Most worrisome, sexual incompatibility could be a sin issue. If a husband is heavily involved in pornography, or a wife in erotica, then you can start to want things that are just not right, or you can transfer your sexual energy to something other than your spouse. This is sin.
It’s not incompatibility; it’s sin.
And it needs to be repented of and dealt with. Here’s a post on how to ask others for help.
“Sexual Incompatibility” Could be About Health Issues
The only area where there could be a true incompatibility–a real area where working on something will not make it better–is if there are health issues involved. Perhaps one of you is paralyzed, or has had cancer, or has chronic pain, or even has vaginismus. Some of these things can get better, but others are for life. I’ve written about what to do when intercourse is no longer possible.
But is that incompatibility? Or is this part of the “in sickness and in health” bit of marriage vows? Yes, it’s heartbreaking. And yes, it’s not what either of you signed up for. But sometimes in marriage we don’t get what we are expecting, and in those times, God is always big enough to see you through.
Being “Sexually Incompatible” Can Be Fixed!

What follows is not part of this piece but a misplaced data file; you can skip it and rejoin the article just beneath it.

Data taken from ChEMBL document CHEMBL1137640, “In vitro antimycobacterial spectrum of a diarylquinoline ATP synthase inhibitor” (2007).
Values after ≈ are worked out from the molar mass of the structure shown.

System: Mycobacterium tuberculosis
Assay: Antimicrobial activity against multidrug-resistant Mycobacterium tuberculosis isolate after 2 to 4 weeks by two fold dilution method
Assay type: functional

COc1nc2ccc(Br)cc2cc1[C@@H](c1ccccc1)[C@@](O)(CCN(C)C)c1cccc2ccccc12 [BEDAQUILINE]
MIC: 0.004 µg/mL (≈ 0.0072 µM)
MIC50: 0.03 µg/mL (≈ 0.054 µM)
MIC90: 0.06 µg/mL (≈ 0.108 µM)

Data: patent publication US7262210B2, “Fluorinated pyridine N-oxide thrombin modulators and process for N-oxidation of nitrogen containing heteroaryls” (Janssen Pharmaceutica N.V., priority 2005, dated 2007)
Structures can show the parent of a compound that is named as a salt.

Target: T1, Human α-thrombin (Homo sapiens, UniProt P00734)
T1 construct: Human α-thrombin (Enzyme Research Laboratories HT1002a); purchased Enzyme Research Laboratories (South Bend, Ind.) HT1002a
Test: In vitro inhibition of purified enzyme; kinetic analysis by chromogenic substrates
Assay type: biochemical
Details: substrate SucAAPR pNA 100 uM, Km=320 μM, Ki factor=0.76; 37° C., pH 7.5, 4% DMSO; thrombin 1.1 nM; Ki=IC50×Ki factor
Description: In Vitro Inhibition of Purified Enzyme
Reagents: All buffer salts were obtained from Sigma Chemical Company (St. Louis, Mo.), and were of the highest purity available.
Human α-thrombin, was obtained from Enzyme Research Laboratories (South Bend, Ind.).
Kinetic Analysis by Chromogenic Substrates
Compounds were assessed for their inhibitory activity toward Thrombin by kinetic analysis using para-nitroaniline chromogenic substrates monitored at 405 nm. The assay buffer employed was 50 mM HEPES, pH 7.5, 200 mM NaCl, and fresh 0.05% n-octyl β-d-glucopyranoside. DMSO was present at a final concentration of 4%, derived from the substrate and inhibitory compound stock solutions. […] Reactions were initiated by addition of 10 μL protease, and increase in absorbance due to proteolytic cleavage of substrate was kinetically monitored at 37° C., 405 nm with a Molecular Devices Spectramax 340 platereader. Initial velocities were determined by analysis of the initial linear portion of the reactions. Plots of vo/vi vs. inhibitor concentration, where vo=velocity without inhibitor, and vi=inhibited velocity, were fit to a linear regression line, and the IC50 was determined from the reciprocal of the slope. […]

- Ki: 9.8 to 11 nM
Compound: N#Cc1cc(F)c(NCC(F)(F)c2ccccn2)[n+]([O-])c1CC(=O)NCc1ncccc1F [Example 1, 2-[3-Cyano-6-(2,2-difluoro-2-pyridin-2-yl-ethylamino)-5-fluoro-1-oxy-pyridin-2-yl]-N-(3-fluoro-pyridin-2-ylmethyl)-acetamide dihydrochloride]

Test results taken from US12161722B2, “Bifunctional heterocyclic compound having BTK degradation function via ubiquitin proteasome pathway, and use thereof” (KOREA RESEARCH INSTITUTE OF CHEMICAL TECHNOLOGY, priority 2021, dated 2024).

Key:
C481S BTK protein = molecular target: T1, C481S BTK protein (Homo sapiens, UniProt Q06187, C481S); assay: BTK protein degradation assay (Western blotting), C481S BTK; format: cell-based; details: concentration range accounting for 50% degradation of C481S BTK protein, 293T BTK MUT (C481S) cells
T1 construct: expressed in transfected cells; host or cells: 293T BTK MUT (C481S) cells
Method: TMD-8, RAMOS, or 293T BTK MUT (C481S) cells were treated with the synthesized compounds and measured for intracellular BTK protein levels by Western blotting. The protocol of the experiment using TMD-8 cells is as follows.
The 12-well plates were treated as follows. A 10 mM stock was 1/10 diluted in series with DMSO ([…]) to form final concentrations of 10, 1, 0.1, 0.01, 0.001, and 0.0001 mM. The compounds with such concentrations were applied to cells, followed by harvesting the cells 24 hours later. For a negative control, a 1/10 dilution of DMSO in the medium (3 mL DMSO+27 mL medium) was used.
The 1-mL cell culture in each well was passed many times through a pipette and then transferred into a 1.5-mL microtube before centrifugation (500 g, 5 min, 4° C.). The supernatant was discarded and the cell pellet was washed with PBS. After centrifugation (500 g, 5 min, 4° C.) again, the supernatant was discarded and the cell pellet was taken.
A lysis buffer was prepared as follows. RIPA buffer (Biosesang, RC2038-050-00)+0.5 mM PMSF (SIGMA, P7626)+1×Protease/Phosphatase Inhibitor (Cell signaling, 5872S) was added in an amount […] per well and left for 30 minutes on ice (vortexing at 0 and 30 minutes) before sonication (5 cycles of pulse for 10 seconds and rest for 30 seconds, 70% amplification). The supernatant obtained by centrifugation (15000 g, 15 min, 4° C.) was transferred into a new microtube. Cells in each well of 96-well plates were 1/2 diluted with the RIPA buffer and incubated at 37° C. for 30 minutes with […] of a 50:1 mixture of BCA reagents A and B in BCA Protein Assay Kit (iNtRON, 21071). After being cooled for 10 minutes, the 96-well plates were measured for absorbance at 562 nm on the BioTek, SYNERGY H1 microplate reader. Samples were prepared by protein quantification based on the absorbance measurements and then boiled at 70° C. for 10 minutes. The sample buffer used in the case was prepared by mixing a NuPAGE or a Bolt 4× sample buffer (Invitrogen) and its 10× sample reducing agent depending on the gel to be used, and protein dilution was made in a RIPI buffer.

In most cases, then, sexual incompatibility isn’t true incompatibility. It’s not permanent; it’s simply something that you need to fix. And fixing it may make you go out of your comfort zone. You have to confront your own baggage. You have to communicate about tough issues. You have to compromise and adjust. But these are all good things, and they’re all a part of marriage.
If you believe the compatibility myth that sex should be easy, and two people should just work together right off the bat, you’re likely to be disappointed. That’s not how we were made.
But it isn’t that we were made to have permanent problems, either. It’s just that as we work through what we want in the bedroom, we tend to have stronger marriages in all ways. We compromise, we talk, we grow. That’s a good thing!
So don’t give up on your marriage just because you feel like you aren’t sexually compatible. Just treat this like any other problem and start to deal with it. You may just find that you both grow together, after all!